I’m thankful and grateful that I had the opportunity to do what I did as I realise many people do not. There were so many moments this year which were so different.

Washington DC

My sister and I have visited New York so many times that we have done all of the normal tourist attractions. As such, she wanted to take a trip somewhere else in the States. We had both done Philly and Boston, so our next trip was to Washington DC. We took buses down as they were significantly cheaper than the train and approximately the same sort of time.

I forgot how clean Washington DC looks in winter. A lot of the streets are really wide and with many of the museums being free, are pretty popular with a lot of people. Christmas time meant holiday time and the some of the museums had some really long queues.

We did what most people on their first visit would do including a tour of Capitol Hill, The Library of Congress and the Air and Space Museum that houses many historical artefacts like the Wright Brother’s first plane, or Amelia Airhart’s plane. I highly recommend taking tours of these places as they give you a better sense of the historical events that each place shows and brings your experience to life.

With many of the museums being free, we did pay to go to the Spy Museum, which houses the biggest collection of spy goods (fun, gadgety devices) and, naturally also has a James Bond exhibit. I recommend going early as when we left, the queue to enter exited the building.

We didn’t have a huge amount of time to really explore the city as we stuck mostly to the tourist trail, but I think there are a couple of other areas to explore and you could easily spend a week there visiting museums and different neighbourhoods. I’d definitely go back to check out 14th street a bit more – it’s where there seems to be a bit more of a nightlife and smaller cafes and stores to visit.

Christmas in New York

Well 2014 is finally upon us, I’m settling into my new flat in Berlin, but wanted to write up about our trip to the states. My sister wanted to visit some relatives in New York and despite being there so many times that all the tourist attractions have been completed (some twice!) we still bit the bullet and went over there.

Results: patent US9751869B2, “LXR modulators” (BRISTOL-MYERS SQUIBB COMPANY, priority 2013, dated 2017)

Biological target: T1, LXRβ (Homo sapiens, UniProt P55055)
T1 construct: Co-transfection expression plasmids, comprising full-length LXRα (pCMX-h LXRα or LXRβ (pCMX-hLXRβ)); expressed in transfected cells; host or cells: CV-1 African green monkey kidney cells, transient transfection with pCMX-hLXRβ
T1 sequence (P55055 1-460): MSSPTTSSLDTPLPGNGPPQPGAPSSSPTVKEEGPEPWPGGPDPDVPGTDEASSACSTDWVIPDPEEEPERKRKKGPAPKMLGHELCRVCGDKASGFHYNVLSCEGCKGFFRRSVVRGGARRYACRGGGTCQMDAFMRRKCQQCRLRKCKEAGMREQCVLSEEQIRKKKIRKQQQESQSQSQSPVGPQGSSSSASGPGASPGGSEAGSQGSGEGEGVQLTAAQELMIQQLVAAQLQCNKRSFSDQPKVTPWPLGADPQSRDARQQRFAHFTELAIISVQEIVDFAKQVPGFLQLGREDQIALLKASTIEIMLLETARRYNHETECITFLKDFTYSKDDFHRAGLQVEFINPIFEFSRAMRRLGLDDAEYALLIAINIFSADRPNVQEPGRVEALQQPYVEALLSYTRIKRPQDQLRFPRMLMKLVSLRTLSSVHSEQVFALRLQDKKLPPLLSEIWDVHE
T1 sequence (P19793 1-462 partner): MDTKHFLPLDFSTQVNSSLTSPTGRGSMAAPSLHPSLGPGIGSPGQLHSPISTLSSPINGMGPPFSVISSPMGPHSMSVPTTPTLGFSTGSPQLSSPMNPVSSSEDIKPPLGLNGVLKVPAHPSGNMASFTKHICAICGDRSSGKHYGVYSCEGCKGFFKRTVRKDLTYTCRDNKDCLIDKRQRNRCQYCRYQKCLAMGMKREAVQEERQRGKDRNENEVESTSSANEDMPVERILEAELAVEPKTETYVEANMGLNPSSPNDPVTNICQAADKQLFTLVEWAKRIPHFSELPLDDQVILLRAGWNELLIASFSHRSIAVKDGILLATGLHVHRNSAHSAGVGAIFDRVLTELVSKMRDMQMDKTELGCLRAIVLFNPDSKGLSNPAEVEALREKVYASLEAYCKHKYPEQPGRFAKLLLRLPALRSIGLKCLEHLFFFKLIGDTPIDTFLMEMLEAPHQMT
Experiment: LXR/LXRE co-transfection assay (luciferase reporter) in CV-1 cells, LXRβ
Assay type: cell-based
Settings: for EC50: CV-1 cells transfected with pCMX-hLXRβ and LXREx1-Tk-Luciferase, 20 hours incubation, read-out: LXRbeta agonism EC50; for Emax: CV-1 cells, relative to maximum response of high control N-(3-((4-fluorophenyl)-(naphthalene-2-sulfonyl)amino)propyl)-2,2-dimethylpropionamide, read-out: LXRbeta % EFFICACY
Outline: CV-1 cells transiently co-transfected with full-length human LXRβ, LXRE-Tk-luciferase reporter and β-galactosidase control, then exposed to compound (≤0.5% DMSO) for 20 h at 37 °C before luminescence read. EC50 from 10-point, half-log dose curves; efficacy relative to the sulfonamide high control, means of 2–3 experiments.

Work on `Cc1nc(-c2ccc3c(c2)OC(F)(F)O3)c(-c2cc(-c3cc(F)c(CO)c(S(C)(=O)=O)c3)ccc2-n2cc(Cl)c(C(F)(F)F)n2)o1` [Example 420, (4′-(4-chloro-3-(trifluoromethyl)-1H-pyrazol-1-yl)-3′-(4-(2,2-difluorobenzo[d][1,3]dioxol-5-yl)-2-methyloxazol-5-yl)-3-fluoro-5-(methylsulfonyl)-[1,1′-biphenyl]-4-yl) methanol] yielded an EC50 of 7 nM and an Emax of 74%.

Manhattan Skyline

Although in our last trip, we had visited Brooklyn, we spent this time walking around it a bit more. Williamsburg in particular has developed the last time we were there, and playing the “spot the hipster” game stopped being fun when our tallies got too high. We hadn’t been down to the Brooklyn Promenade before so we visited it for the awesome view of Manhattan’s skyline from a different perspective.


Like many other cities in the world, New York has also adopted the rent a bike scheme. I didn’t notice many people using them and perhaps that’s because the streets don’t have any dedicated space to them and the streets are busy enough with both tourists and other road traffic.

Art gnomes in the West Village

We scouted out a few art houses around the West Village. I loved how they had a massive place, only showing a few pieces whilst others couldn’t seem to have enough. I’m guessing that one piece purchased by someone would be enough to pay for the exorbitant rents.

Empire State Building

Our last trips had us visiting post Christmas, so this time it was nice to see the Empire State building all lit up with festive colours, instead of the cycling colours they use to herald in the new year. We were lucky that the weather wasn’t too bad – a couple of days after we left New York had that massive snowstorm that cascaded into a backlog of planes around the country.

Cooper the Cat

Finally we spent Christmas with our extended family (aunts, uncles and cousins) with the newest edition being a photogenic house cat going by the name of Cooper. I was surprised at how friendly the cat was to new people, not being particularly alarmist about us and also very interested in the camera.

We certainly ate a lot, shopped a bit and also took a trip out to Washington that I’ll write up as a separate post.

Moving Abroad

It’s almost the end of the year, and now is a good time to reveal some plans I have for next year. I am taking the whole year off from work, and I’ll be moving to Berlin for the year. The timing works out well. With work, I get a sabbatical and we negotiated that I could take the rest of the time off (without pay!) and return to work in 2015.

What would you do with 3 months off?

Many people say travel, but I do a lot of travel already and while there will always be places to travel to that I am yet to go to, I always feel the need to do something productive. Instead, I want to try living in Berlin for a year, where I will be hopefully becoming fluent in German.

I will probably post even less often here, where I will be focusing on practicing my German on my new blog here. You can follow “derkua” here but be warned it will be in German.

Back to Brazil

I spent most of November travelling, both away for holidays with the family in Taiwan, touching down in London before exchanging bags for a two week work trip in Brazil. I spent the two weeks across Recife and Porto Alegre and a bit of time in Sao Paulo transiting as there wasn’t much choice in between.